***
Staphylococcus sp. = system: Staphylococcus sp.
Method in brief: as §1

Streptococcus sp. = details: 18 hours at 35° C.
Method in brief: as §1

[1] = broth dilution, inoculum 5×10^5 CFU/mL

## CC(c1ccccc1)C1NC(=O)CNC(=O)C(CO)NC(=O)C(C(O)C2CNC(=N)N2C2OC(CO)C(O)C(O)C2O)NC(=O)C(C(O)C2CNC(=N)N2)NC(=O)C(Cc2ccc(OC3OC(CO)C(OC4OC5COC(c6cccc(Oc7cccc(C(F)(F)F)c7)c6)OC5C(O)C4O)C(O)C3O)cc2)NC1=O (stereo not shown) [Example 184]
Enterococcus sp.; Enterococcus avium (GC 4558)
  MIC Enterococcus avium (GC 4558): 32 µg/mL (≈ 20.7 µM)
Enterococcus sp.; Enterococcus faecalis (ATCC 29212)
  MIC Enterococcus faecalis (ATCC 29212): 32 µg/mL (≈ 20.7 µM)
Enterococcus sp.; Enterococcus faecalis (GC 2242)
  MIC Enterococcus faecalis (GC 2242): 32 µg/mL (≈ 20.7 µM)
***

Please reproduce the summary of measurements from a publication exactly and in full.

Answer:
Staphylococcus sp. = system: Staphylococcus sp.
Method in brief: as §1

Streptococcus sp. = details: 18 hours at 35° C.
Method in brief: as §1

[1] = broth dilution, inoculum 5×10^5 CFU/mL

## CC(c1ccccc1)C1NC(=O)CNC(=O)C(CO)NC(=O)C(C(O)C2CNC(=N)N2C2OC(CO)C(O)C(O)C2O)NC(=O)C(C(O)C2CNC(=N)N2)NC(=O)C(Cc2ccc(OC3OC(CO)C(OC4OC5COC(c6cccc(Oc7cccc(C(F)(F)F)c7)c6)OC5C(O)C4O)C(O)C3O)cc2)NC1=O (stereo not shown) [Example 184]
Enterococcus sp.; Enterococcus avium (GC 4558)
  MIC Enterococcus avium (GC 4558): 32 µg/mL (≈ 20.7 µM)
Enterococcus sp.; Enterococcus faecalis (ATCC 29212)
  MIC Enterococcus faecalis (ATCC 29212): 32 µg/mL (≈ 20.7 µM)
Enterococcus sp.; Enterococcus faecalis (GC 2242)
  MIC Enterococcus faecalis (GC 2242): 32 µg/mL (≈ 20.7 µM)